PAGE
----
In 1940, Belgium was once again occupied by invading German forces. Yet despite and dangers, Fernand Tonnet and Paul Garcet continued their apostolic work.
Although they were not formal members of the underground resistance, they nevertheless took many risks to provide aid to those in need. Inevitably, their actions came under scrutiny.
Paul Garcet was the first to be arrested at the beginning of June 1943 for allegedly helping to provide lodging for a parachutist member of the Resistance. Fernand, who had telephoned Paul to ask his assistance for the task, was quick to blame himself for the arrest.
Several days later, Fernand was himself interrogated by the German Secret Police (Geheime Feldpolizei or Gestapo) and accused of having failed to report the location of the parachutist. At the beginning of August, the secret police returned again on several occasions, seeking to arrest him. Fortunately, he was absent each time but it was clear that his days of freedom were numbered.
At this point, Fernand could have himself sought to take refuge. However, fearing that others would be blamed if he disappeared, Tonnet refused to leave, despite the entreaties of his friends and colleagues.
Finally, on 10 August, the police returned and were able to arrest and imprison him at the Saint Gilles prison, where Cardijn had also been interned and where Paul Garcet along with other of their colleagues were also being held.
Esterwegen Concentration Camp
At the end of August 1943, both Fernand and Paul were transferred to the “death camp” at Esterwegen in north-west Germany. Here the task of dehumanising them began. They had their heads shaved, their clothes taken and they were given numbers by which they would be identified.
They were both classified among the most dangerous prisoners with the initials “N.N”, which stood for “Nacht und Nebel”, literally “Night and Fog”, signalling that all trace of their existence was to disappear.
As Marguerite Fiévez wrote in her biography of Tonnet, it was a kind of “death sentence without the name,” turning them into “living dead.” Together with them were a number of other former jocist leaders and chaplains.
Here they were put to work sorting cartridges and recycling materials for use by the Nazi war machine. In response, they both looked for ways to slow down and impede the work.
Doing the least work possible, they both sought to come to the aid of other prisoners, offering them spiritual and emotional support in their distress.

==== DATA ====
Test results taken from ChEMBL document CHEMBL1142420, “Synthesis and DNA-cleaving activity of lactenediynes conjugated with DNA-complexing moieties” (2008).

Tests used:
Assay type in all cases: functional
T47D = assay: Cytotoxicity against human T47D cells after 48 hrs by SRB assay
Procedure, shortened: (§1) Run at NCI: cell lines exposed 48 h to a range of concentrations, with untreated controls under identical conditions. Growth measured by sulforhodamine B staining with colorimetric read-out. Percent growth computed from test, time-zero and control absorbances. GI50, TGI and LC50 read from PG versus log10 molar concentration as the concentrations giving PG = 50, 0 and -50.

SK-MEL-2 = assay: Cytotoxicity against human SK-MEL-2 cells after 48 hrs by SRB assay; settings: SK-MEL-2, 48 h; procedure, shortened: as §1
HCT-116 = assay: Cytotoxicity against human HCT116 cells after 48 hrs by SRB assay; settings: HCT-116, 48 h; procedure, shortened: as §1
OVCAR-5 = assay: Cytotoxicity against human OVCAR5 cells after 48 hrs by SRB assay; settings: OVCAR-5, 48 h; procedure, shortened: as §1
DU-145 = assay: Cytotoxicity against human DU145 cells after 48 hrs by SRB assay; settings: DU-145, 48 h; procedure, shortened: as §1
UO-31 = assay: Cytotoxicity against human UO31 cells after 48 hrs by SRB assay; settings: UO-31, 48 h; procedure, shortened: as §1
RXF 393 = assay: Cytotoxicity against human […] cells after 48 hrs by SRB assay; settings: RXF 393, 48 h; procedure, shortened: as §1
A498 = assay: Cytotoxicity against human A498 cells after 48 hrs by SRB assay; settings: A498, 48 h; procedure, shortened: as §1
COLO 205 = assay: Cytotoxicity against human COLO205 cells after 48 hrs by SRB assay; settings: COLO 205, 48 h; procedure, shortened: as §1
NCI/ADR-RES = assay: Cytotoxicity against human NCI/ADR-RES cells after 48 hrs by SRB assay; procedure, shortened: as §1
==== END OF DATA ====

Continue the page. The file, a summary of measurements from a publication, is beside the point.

Tonnet and Garcet remained at Esterwegen for seven months until 20 March 1944 when they and others were moved to another death camp at Bayreuth (known as the Flossenbürg camp), where they forced to do hard labour. In these conditions, their health slowly began to decline.
At the end of summer 1944, this labour ended and they were both henceforth confined to their cells. Now Fernand and Paul were again separated from one another. Nevertheless, they both continued to provide moral and spiritual support to their fellow prisoners.
Dachau Concentration Camp
Finally, on 29 November 1944, the Bayreuth camp was emptied and many prisoners transferred to the sinister camp at Dachau in Upper Bavaria. By now, the temperature had fallen below freezing as low as 15°, 18° and 22° degrees below zero on occasion.
Here around 40 men were lodged together in three rooms. By now, most were already too feeble to work and spent the days in bed.
Together again for the last time, Fernand and Paul continued to help organise prayer and even covert Mass services within the camp.
But this did not last long. The month of January was extremely cold. Paul had come to the end. By 20 January, he was already in a close to comatose state. On 23 January, he finally succumbed with Fernand at his side.
Tonnet’s own demise was also now only a week away as he continued to weaken to the point he could no longer eat.
“That’s it!” he told his companions on 1 February. “I can’t continue. I no longer need anything!”
By the morning of 2 February 1945, he too was dead. Less than three months later, Dachau too was liberated, this time by American forces. But it was too late to save the JOC founders.